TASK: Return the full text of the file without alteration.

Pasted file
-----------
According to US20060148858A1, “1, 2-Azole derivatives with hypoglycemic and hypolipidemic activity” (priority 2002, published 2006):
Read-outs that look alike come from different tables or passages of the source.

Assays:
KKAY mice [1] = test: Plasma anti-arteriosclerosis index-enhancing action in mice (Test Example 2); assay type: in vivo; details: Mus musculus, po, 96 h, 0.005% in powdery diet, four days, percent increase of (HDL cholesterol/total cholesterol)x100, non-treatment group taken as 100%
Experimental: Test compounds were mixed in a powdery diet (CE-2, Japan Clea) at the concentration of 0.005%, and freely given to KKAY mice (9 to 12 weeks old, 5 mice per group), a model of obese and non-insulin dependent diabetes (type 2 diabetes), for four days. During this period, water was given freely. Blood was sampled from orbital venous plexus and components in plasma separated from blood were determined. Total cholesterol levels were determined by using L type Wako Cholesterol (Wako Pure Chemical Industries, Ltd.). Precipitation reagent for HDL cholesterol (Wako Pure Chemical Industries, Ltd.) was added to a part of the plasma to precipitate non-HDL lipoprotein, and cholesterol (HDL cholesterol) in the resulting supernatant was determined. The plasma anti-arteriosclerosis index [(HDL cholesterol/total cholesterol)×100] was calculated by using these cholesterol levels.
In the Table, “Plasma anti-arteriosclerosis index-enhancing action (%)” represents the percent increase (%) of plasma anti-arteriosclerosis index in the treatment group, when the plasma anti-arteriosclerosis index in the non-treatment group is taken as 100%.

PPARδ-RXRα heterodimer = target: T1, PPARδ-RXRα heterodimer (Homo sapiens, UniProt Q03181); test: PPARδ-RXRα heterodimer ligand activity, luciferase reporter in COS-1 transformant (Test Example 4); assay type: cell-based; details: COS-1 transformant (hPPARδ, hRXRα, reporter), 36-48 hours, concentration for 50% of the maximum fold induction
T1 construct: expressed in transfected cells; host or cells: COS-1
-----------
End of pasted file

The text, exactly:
According to US20060148858A1, “1, 2-Azole derivatives with hypoglycemic and hypolipidemic activity” (priority 2002, published 2006):
Read-outs that look alike come from different tables or passages of the source.

Assays:
KKAY mice [1] = test: Plasma anti-arteriosclerosis index-enhancing action in mice (Test Example 2); assay type: in vivo; details: Mus musculus, po, 96 h, 0.005% in powdery diet, four days, percent increase of (HDL cholesterol/total cholesterol)x100, non-treatment group taken as 100%
Experimental: Test compounds were mixed in a powdery diet (CE-2, Japan Clea) at the concentration of 0.005%, and freely given to KKAY mice (9 to 12 weeks old, 5 mice per group), a model of obese and non-insulin dependent diabetes (type 2 diabetes), for four days. During this period, water was given freely. Blood was sampled from orbital venous plexus and components in plasma separated from blood were determined. Total cholesterol levels were determined by using L type Wako Cholesterol (Wako Pure Chemical Industries, Ltd.). Precipitation reagent for HDL cholesterol (Wako Pure Chemical Industries, Ltd.) was added to a part of the plasma to precipitate non-HDL lipoprotein, and cholesterol (HDL cholesterol) in the resulting supernatant was determined. The plasma anti-arteriosclerosis index [(HDL cholesterol/total cholesterol)×100] was calculated by using these cholesterol levels.
In the Table, “Plasma anti-arteriosclerosis index-enhancing action (%)” represents the percent increase (%) of plasma anti-arteriosclerosis index in the treatment group, when the plasma anti-arteriosclerosis index in the non-treatment group is taken as 100%.

PPARδ-RXRα heterodimer = target: T1, PPARδ-RXRα heterodimer (Homo sapiens, UniProt Q03181); test: PPARδ-RXRα heterodimer ligand activity, luciferase reporter in COS-1 transformant (Test Example 4); assay type: cell-based; details: COS-1 transformant (hPPARδ, hRXRα, reporter), 36-48 hours, concentration for 50% of the maximum fold induction
T1 construct: expressed in transfected cells; host or cells: COS-1